jsport

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the Army should still have a team focused on making stark advancement demands on industry. No more second rate product offerings when the vehicle is expected to operate so outnumbered in combat.

An APS capable of so called 'revenge fire' even against indirect fire threats needs to be included.

the program should still have a DoD LSI forcing smooth integration of technologies across companies as single vendors, and non modular systems for such complex manned systems needs be gone.

PS: RCVs are going to have to operate autonomously and at significant stand off to really protect manned systems in the evolving environment.
 

Kat Tsun

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one-two person crew

So when the company laagers and needs to throw a defensive perimeter around the - let's be generous and call it 20 - vehicles, that gives 20-40 personnel to do everything - daily maintenance, resupply, food, planning, sleeping, and manning the perimeter. It's not enough. You can't simply think about direct combat, you have to think about everything they're called to do.

Dare I say, consider modern sensors, AI etc etc. We are allowed to move on from what was used in the 1940s, 50s, 60s...

Are we?

Nothing fundamental has changed about these things, nor does it seem to change in the future, unless Western armies become suddenly incredibly confident in the ability of robotic combat systems to fight autonomously, or just accepts that friendly troops might get killed by a robot tank and rolls with it.

Neither seems to be happening anytime soon though. Robotic combat systems are considered both less reliable (to use a word) and held to higher standards (the actual truth) than human ones, so any errors from them tend to reflect poorly on the concept as a whole. Meanwhile tank crews can banter each other with 120mm HEAT-MP and barely anyone bats an eye, relatively speaking. So any robotic system will need a man in the loop operating it, like Brimstone or TOW. IOW, identical to the robotic combat systems that were operated by the 51st Independent Tank Battalion during the Great Patriotic War, where Soviet flamethrower UGVs were able to destroy Finnish fortifications without terribly endangering the crews of their control vehicles.

The only difference is modern teletanks have better cameras and can drive themselves into a ditch I guess? It's not really as much as you're implying. Maybe the teletanks can off on their own and come around as a flanking attack in a combat using GPS and auto-driving, but they're more likely going to end up getting stuck in a ditch or on a stump in practice. Or fall into a radio shadow and just stop moving or responding to operator input, but that's probably more likely in urban terrains.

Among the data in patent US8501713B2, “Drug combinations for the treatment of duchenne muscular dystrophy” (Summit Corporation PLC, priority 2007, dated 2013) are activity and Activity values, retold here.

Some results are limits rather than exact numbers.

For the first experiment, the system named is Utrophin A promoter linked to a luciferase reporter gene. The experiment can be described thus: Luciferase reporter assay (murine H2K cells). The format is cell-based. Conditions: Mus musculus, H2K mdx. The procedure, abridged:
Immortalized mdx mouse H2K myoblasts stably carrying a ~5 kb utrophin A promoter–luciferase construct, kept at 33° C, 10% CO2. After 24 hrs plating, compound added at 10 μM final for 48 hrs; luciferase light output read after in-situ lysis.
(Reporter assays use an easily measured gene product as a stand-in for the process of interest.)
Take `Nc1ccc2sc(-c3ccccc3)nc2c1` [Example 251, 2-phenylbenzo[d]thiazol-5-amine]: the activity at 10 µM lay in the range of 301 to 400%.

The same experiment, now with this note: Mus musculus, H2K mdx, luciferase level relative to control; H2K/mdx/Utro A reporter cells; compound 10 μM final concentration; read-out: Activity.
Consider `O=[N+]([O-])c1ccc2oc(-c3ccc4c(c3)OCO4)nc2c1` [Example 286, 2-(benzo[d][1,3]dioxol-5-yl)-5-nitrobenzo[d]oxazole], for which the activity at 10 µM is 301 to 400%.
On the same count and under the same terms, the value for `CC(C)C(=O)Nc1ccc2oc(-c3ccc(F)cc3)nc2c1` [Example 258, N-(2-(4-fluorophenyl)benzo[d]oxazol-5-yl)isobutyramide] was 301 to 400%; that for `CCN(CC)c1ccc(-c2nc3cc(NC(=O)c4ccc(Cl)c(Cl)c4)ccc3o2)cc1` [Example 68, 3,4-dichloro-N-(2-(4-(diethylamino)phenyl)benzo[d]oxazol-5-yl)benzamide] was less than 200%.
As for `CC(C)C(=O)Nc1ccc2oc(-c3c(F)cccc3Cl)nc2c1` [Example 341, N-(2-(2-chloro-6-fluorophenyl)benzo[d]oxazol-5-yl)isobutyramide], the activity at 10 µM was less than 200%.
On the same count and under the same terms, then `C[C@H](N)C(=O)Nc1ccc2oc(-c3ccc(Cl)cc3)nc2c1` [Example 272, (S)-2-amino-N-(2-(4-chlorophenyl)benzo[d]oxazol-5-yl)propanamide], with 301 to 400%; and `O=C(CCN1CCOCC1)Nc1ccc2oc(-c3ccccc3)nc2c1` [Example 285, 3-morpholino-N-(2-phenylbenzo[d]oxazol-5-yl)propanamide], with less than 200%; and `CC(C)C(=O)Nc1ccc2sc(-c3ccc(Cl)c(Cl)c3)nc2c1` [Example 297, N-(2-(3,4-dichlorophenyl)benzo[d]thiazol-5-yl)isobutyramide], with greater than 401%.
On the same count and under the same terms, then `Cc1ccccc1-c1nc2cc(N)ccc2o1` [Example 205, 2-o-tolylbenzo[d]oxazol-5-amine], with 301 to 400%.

Anyway, the most obvious utility of the fourth man in a tank, if not loader, is radio operator. UGS/UAS will probably be a standard issue part of combined arms battalions and companies in the future, which is where all the "modern sensors" and "AI" are going to be anyway. Given how many radio bands you'll need to talk to your friends, talk to the robot tanks, talk to the robot airplanes, talk to the manned airplanes, and talk to the infantry, making a separate, fourth radio operator...operate all the three or four or five (or more) separate radios is probably not a bad idea. After all, the FCS tankettes were going to have like four separate radio bands for everything from local tactical communication (mmW-band),to SATCOM (W-band), to aircraft/ground troops (UHF/VHF-band), and IFF/BFT updates (L-band). Probably more, since I'd imagine they'd need legacy SINCGARS support for talking to Allied nations or something. So you're looking at like five radios and that's excluding the hot garbage that GMR turned out to be.

That's a lot of stuff to juggle for the TC alone, but probably about right for a single radio operator to keep in working order in battle, provided you design it for it, rather than design it to need 10 minutes to reboot because the radio crashed again and now has to load a lot of probably unnecessary waveform libraries and radio emulation software and whatnot. Oof.

OTOH, like always, you can expect the maintenance workload to go up for all these added things. So maybe putting a dozen additional hands in the headquarters of the tank company, in a 5-ton or something, with a towed workshop, would not be a bad idea. This was also proposed in an ARMOR issue back in 1995, but it was talking about the bizarre Western Design FMBT, although that was a two-man operated, three-man crewed tank. Except in this case it's a four-man operated, five man-crewed tank. This would be pretty close to ideal in terms of workload and being able to do things so that the tank platoon doesn't need to run to their sister mech platoon and ask if they can spare half their infantry squads.